We have become completely besotted with the Prague makers – their instruments are of the highest level tonally, yet still so undervalued in the marketplace. Scheverle is a rare maker who is believed to have apprenticed with Hellmer – here we have a superb sounding viola of an excellent size.
From Eberle to Strnad, the Homolkas, and right into the 20th century with Vávra, Pilar etc, the Prague makers have consistently produced instruments of equal tonal and aesthetic brilliance to their Italian contemporaries, yet their instruments remain ridiculously affordable by comparison.
This viola is a good example, rich, sophisticated and mature in sound, with a musical character way in excess of its price tag. It’s a well designed instrument with deep ribs, muscular arching, and great wood throughout.
There are several repaired cracks to the table of this instrument, but crucially no post or bassbar cracks. All the work is stable and professionally executed. The back is entirely free from damage, as are the ribs apart from the upper treble rib which has some fine restored cracks. All this is quite normal in an instrument of this age. The chestnut-brown varnish, so typical of this school, is largely original and well preserved. The head is probably a later replacement, to my eyes more like a Mittenwald scroll.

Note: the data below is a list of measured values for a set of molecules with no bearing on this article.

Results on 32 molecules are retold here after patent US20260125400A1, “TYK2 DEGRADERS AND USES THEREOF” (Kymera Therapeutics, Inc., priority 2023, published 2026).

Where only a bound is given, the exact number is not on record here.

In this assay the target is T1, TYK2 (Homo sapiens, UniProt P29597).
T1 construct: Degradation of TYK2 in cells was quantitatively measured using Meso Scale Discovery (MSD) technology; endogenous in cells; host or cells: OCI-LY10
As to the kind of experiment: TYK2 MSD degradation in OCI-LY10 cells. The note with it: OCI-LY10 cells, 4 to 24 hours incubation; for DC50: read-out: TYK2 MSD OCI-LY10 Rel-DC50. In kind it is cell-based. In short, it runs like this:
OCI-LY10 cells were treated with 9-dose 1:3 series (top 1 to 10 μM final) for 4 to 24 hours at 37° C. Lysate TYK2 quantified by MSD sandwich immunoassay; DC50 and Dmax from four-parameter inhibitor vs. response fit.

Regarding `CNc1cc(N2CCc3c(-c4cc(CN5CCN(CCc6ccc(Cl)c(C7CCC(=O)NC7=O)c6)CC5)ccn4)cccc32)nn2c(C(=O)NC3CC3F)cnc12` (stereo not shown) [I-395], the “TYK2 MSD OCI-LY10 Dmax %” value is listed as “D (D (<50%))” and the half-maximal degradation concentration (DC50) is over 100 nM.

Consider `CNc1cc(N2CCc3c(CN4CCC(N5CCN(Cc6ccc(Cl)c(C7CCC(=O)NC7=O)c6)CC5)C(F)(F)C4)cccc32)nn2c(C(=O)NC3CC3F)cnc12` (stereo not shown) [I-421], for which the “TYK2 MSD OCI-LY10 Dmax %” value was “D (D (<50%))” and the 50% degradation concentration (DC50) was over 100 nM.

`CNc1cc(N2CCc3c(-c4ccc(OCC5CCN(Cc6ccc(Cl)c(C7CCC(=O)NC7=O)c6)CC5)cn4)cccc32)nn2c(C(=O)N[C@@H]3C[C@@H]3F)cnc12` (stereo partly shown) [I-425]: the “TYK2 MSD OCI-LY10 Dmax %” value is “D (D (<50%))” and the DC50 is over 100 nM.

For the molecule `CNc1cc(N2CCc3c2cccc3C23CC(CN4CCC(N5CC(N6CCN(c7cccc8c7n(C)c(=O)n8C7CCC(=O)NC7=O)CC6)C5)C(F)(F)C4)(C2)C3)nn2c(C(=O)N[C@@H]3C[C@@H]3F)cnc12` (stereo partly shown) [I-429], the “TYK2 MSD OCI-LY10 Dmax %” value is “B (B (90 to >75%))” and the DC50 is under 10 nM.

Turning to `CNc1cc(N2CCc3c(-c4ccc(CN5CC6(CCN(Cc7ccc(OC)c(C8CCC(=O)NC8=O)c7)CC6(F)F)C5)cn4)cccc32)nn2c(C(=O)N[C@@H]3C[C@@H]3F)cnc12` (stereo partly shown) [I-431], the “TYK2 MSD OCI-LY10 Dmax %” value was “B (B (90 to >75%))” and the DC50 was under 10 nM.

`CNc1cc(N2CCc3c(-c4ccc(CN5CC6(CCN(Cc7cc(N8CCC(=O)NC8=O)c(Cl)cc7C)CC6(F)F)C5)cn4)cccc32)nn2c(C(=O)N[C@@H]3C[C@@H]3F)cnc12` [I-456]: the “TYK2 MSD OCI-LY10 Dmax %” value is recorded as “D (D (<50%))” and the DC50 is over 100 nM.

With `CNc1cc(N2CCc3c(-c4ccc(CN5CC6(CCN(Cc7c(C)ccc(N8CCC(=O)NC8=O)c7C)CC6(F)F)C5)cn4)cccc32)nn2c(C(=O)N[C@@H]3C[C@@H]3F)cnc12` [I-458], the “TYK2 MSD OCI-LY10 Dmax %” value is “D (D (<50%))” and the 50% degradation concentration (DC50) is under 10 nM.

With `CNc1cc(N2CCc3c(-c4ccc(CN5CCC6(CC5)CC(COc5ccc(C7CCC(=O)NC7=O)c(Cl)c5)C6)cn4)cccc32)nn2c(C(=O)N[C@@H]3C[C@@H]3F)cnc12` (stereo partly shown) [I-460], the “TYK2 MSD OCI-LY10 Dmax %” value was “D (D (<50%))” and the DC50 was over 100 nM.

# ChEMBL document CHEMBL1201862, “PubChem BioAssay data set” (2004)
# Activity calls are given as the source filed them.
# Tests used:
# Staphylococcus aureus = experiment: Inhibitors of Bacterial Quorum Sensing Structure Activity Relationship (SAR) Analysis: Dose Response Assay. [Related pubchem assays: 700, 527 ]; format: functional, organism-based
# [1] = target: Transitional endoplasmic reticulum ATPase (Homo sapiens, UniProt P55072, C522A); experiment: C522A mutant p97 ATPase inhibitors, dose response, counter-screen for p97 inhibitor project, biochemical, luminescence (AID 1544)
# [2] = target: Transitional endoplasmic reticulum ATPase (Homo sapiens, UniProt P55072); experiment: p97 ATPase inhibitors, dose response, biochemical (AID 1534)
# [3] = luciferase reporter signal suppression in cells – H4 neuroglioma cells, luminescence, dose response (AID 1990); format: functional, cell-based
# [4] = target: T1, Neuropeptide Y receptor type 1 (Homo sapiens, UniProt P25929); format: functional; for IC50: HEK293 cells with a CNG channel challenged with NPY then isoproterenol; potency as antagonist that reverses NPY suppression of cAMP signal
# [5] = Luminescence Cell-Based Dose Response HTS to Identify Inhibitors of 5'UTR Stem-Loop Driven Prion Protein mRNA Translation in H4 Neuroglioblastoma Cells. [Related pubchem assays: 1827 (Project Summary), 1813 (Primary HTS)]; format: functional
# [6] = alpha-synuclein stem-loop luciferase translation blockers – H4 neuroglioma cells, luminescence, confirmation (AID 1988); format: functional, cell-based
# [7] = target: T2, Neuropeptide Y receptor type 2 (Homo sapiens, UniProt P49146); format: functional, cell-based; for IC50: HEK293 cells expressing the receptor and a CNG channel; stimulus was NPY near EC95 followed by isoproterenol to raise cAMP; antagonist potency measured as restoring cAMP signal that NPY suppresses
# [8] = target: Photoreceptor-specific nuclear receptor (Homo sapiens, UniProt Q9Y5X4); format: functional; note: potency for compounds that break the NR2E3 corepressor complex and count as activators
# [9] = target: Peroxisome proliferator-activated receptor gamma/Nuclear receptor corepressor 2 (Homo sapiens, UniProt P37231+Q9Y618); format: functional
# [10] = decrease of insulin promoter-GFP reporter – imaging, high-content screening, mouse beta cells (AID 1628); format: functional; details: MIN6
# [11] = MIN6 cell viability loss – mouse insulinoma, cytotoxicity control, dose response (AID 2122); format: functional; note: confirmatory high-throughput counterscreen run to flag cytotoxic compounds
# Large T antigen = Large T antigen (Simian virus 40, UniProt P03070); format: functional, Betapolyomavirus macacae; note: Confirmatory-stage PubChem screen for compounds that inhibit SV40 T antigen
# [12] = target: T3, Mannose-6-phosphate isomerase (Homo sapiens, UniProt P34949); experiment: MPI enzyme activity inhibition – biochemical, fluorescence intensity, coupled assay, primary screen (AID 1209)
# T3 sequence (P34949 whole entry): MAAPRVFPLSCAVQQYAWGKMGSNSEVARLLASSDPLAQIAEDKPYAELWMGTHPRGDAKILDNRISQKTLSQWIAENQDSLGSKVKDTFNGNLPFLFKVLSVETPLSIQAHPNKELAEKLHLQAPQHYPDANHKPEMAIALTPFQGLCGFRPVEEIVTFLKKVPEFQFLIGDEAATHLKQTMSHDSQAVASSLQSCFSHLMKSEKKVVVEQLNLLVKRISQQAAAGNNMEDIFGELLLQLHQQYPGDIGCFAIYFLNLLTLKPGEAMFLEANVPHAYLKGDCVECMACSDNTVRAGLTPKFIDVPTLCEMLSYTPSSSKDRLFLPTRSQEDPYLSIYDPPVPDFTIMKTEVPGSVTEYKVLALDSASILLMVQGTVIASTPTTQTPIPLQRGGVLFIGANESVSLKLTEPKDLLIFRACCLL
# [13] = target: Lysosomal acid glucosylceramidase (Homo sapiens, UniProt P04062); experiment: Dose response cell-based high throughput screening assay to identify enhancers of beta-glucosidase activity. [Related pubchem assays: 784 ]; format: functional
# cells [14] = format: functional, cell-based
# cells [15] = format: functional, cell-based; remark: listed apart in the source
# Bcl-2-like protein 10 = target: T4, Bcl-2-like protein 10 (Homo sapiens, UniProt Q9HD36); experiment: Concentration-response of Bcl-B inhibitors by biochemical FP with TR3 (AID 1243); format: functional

I can’t claim to be much of a viola player, but to my ears this sounds like a real viola – deep, rich and resonant with a kind of enveloping warmth that just makes you feel a bit gooey. At the same time it’s very responsive, light under the fingers, and with a brilliant and assertive upper register. It oozes quality, and it would be eminently suitable for a professional chamber musician who can’t quite afford a Balestrieri.
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